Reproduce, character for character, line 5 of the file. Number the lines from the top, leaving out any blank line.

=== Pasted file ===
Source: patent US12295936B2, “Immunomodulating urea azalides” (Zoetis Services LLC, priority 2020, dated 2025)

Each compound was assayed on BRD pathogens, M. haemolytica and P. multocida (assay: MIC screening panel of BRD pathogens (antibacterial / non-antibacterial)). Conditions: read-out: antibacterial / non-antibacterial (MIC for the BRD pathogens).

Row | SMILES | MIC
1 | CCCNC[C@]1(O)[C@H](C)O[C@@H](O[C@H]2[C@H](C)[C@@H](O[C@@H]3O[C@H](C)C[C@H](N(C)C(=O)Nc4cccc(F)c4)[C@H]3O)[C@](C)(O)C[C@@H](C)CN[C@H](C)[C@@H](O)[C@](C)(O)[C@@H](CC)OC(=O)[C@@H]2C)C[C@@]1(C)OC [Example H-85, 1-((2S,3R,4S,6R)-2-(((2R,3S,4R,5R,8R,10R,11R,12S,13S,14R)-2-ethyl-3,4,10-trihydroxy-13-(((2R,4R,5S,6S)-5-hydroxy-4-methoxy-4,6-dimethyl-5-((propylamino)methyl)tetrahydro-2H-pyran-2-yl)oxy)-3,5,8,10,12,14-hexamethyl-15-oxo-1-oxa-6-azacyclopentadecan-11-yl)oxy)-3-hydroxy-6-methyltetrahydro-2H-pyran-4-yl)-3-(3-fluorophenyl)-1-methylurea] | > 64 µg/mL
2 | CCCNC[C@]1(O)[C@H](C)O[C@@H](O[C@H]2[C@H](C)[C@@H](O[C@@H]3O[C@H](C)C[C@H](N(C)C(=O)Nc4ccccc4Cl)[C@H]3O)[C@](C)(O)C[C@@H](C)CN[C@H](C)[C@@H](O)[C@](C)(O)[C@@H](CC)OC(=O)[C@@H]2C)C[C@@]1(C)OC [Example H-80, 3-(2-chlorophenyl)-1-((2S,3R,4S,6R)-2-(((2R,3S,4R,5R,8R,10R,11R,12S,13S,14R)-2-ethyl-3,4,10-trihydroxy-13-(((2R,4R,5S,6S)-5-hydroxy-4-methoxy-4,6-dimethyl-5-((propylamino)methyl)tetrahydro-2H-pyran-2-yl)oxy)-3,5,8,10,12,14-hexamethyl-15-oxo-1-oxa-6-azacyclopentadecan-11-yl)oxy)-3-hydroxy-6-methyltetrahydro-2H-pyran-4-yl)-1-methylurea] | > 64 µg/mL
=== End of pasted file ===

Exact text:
2 | CCCNC[C@]1(O)[C@H](C)O[C@@H](O[C@H]2[C@H](C)[C@@H](O[C@@H]3O[C@H](C)C[C@H](N(C)C(=O)Nc4ccccc4Cl)[C@H]3O)[C@](C)(O)C[C@@H](C)CN[C@H](C)[C@@H](O)[C@](C)(O)[C@@H](CC)OC(=O)[C@@H]2C)C[C@@]1(C)OC [Example H-80, 3-(2-chlorophenyl)-1-((2S,3R,4S,6R)-2-(((2R,3S,4R,5R,8R,10R,11R,12S,13S,14R)-2-ethyl-3,4,10-trihydroxy-13-(((2R,4R,5S,6S)-5-hydroxy-4-methoxy-4,6-dimethyl-5-((propylamino)methyl)tetrahydro-2H-pyran-2-yl)oxy)-3,5,8,10,12,14-hexamethyl-15-oxo-1-oxa-6-azacyclopentadecan-11-yl)oxy)-3-hydroxy-6-methyltetrahydro-2H-pyran-4-yl)-1-methylurea] | > 64 µg/mL